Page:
8. Teach leaders to be mentors, not managers

9. Create an environment that supports continual learning

10. Engage patients

The module begins by asking practice administrators to assess the culture of their practice by having each team member take an anonymous survey that is provided online. A couple of the questions are (1) Team members say what they really think and (2) All team members participate in making decisions about the work of the team. The module begins with this assessment because it is understood that “you can’t move forward unless you know where you have been”, a common wisdom.

After the staff takes the survey and the results are analyzed by a trusted staff member or a third party quality expert, leaders of the practice should have team meetings that discuss how to move forward. The first thing task for the team meeting should be to write a goal that states the purpose of the meeting and future meetings. It should center on building a culture that values teamwork.

The ‘culture team’ in the first meeting can brainstorm ideas of how to improve the culture of the practice in concrete ways that can be implemented by the leaders and the rest of the staff. I believe that it would be a good idea to use the survey again in the future to see what growth has occurred and to make adjustments that will lead to even better teamwork.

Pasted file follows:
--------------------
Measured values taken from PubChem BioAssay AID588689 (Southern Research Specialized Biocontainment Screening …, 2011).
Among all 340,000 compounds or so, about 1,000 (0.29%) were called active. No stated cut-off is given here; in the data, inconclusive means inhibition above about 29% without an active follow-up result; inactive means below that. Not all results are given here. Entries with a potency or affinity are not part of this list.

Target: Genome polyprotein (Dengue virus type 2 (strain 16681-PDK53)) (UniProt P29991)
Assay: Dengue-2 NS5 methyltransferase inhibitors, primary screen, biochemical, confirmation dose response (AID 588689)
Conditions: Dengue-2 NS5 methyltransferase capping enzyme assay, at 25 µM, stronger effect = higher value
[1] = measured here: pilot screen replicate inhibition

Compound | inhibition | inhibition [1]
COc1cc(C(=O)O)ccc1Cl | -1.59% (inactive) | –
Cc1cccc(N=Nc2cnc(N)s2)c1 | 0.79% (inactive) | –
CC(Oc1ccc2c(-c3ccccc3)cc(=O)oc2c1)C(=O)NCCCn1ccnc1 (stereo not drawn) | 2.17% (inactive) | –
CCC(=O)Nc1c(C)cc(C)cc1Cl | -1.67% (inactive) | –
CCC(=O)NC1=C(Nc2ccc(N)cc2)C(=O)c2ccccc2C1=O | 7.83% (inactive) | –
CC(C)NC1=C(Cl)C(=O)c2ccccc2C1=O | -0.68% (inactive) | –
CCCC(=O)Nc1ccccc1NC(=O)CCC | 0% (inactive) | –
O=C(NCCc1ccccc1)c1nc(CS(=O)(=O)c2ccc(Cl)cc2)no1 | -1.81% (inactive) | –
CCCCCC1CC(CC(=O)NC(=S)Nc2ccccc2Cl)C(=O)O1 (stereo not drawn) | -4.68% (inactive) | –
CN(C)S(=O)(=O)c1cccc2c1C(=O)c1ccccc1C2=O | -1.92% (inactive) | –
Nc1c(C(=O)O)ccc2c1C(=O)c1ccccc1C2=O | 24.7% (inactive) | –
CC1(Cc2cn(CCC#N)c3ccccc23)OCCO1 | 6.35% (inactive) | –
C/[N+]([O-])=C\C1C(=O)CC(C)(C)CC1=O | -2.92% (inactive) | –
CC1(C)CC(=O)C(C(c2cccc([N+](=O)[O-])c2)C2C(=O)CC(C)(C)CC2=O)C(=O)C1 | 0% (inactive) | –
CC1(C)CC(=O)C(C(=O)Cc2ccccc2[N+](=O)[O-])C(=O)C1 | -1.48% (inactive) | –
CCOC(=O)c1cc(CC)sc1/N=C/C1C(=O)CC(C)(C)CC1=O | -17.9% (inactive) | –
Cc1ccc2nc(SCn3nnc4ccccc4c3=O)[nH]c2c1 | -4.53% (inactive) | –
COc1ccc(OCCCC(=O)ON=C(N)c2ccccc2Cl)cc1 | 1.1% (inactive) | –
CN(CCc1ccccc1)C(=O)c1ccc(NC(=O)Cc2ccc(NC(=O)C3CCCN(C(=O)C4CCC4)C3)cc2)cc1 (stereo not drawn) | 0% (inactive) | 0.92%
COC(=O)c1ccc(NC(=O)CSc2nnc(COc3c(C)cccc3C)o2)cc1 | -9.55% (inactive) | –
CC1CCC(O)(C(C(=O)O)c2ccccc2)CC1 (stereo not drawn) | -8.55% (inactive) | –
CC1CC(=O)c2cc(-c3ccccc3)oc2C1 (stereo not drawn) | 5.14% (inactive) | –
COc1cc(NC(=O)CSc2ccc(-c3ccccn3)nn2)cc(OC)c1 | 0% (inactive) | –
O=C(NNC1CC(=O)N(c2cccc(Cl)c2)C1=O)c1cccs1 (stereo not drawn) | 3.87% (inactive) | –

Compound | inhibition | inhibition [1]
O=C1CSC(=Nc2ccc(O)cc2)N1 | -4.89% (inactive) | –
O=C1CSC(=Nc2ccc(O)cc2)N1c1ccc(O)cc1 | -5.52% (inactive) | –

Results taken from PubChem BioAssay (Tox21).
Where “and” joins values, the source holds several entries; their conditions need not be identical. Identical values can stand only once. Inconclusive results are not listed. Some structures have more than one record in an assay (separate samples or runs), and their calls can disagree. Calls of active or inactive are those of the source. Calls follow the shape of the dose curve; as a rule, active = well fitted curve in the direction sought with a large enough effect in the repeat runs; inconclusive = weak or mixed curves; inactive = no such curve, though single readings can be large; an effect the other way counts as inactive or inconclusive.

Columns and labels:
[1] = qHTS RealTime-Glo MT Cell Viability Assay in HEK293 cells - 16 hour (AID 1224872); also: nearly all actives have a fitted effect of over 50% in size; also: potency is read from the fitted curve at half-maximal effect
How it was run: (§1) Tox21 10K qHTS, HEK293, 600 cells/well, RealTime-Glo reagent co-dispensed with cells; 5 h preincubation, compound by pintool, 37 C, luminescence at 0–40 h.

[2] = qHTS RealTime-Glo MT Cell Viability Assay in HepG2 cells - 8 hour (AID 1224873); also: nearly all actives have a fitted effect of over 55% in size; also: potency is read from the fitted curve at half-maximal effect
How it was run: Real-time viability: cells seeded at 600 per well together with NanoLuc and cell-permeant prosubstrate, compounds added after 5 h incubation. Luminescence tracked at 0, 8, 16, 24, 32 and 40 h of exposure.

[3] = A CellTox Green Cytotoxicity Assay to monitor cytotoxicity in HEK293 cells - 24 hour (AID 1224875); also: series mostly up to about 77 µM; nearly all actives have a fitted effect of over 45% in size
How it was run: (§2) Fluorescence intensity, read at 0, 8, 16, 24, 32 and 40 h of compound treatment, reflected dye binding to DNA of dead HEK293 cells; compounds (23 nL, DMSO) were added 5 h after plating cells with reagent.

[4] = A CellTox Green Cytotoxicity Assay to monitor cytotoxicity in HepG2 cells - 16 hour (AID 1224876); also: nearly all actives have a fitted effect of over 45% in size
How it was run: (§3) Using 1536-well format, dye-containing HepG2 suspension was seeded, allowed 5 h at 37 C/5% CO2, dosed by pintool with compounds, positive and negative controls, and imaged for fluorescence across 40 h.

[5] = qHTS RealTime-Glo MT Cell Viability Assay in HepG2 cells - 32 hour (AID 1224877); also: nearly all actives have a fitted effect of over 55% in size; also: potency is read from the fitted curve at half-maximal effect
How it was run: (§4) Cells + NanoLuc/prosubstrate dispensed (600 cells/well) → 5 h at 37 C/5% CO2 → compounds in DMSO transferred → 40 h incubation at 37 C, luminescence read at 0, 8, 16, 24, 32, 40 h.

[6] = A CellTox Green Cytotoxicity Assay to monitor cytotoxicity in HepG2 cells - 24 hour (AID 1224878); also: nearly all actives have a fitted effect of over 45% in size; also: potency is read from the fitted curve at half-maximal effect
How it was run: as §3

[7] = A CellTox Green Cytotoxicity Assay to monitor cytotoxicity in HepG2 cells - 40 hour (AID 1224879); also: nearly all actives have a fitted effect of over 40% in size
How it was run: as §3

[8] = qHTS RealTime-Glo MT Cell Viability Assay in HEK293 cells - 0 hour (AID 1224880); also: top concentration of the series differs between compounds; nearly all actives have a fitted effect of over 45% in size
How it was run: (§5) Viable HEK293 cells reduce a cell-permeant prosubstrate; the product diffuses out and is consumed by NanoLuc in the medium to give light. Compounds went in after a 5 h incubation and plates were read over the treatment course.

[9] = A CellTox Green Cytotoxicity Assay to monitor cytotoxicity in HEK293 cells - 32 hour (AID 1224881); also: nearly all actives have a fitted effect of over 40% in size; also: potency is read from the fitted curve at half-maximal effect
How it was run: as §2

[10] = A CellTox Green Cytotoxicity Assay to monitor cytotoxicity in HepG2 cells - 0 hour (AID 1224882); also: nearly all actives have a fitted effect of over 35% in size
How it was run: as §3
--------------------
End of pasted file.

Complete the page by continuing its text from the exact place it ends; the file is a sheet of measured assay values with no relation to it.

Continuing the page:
One of the benefits of improving teamwork is that the team can work together more effectively to improve the practice’s processes. Team members can meet to focus on processes that effect patient outcomes, such as processes that improve patient satisfaction and patient engagement. Having practice staff involved in improving processes such as these will lead to markedly better results than if only one or two people are involved. Team members can generate ideas, for instance, in improving patient engagement, and then designate a team member to own the process of implementing their ideas. The outcomes should be measured and reported back to the team.

The development of teamwork among clinicians is taking place in colleges across the U.S. Colleges have created courses that support interprofessional practices. This is the IPE movement. In September 2017 Grand Valley State University in Michigan is hosting a two day conference devoted to Interprofessional Practice, Education and Research. One of the focuses this year of the conference will be telehealth. John Scott, Medical Director and Telehealth Associate Director of the Harborview Medial Center at the University of Washington will be a keynote speaker. One of the breakout sessions at the conference will focus on the collaboration of graduate students in healthcare with Answer Health on Demand, a local telehealth provider in Grand Rapids.

As you can see there are many supporters of the development of teamwork in the healthcare field. The benefits of developing a strong team culture are many, including hitting the Triple Aim of healthcare-better care at a lower cost with improved patient satisfaction. Focusing on teamwork at a practice site will help in the transition to value-based care.